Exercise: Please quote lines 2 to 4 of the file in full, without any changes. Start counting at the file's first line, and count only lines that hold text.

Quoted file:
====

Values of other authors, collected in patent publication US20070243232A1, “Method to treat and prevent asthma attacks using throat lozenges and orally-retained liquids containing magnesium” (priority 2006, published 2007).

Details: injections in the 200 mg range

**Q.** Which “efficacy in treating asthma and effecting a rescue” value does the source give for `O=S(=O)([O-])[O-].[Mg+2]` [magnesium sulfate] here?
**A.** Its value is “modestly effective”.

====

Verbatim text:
Details: injections in the 200 mg range

**Q.** Which “efficacy in treating asthma and effecting a rescue” value does the source give for `O=S(=O)([O-])[O-].[Mg+2]` [magnesium sulfate] here?
**A.** Its value is “modestly effective”.